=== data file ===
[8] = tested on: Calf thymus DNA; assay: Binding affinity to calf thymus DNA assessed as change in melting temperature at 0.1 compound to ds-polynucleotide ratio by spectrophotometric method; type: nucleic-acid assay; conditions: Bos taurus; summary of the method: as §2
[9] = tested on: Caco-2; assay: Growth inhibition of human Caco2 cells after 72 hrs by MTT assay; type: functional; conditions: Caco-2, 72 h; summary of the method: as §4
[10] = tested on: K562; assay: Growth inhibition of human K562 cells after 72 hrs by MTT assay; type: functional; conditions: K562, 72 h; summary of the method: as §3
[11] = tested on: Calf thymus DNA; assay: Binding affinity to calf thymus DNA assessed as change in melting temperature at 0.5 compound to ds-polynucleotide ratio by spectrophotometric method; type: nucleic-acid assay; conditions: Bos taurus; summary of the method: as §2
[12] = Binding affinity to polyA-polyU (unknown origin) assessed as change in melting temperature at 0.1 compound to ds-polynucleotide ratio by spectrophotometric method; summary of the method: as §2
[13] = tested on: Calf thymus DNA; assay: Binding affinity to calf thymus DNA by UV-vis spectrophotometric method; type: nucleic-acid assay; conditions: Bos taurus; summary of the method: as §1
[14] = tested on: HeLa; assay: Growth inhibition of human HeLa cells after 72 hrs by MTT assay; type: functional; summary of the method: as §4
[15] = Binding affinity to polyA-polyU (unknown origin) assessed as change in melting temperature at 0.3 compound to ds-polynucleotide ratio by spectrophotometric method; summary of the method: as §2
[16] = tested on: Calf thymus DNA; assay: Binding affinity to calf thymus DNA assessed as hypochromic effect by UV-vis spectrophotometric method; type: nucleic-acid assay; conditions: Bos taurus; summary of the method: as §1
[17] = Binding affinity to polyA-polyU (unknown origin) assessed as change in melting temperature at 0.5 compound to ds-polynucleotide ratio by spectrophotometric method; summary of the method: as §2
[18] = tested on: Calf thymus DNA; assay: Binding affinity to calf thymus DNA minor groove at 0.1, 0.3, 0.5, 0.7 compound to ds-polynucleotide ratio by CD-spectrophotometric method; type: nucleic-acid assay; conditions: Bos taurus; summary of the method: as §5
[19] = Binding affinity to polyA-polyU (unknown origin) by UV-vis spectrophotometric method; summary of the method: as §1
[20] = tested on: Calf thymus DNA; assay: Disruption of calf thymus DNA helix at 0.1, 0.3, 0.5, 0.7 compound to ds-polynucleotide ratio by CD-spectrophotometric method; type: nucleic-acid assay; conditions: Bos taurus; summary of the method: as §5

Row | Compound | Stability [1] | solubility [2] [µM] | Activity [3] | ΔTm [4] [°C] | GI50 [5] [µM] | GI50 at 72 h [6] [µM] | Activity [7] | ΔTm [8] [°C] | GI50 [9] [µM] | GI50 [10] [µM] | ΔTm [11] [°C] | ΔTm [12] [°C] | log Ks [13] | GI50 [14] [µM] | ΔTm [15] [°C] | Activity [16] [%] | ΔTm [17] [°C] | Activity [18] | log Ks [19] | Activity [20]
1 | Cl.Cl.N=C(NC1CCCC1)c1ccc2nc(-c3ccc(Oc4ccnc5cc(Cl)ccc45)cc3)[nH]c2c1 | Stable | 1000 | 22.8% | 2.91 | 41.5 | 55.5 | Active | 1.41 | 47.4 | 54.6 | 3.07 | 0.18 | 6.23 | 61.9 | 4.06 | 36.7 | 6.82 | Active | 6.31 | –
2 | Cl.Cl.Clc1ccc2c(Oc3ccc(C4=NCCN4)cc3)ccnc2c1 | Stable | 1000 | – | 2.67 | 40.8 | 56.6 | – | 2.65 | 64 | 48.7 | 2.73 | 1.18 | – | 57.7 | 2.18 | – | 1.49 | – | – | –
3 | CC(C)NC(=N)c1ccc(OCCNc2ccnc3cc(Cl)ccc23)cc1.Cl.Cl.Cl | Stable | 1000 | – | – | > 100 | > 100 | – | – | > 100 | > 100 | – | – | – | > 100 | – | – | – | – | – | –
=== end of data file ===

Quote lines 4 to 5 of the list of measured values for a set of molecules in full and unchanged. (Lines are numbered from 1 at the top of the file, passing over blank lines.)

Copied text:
[11] = tested on: Calf thymus DNA; assay: Binding affinity to calf thymus DNA assessed as change in melting temperature at 0.5 compound to ds-polynucleotide ratio by spectrophotometric method; type: nucleic-acid assay; conditions: Bos taurus; summary of the method: as §2
[12] = Binding affinity to polyA-polyU (unknown origin) assessed as change in melting temperature at 0.1 compound to ds-polynucleotide ratio by spectrophotometric method; summary of the method: as §2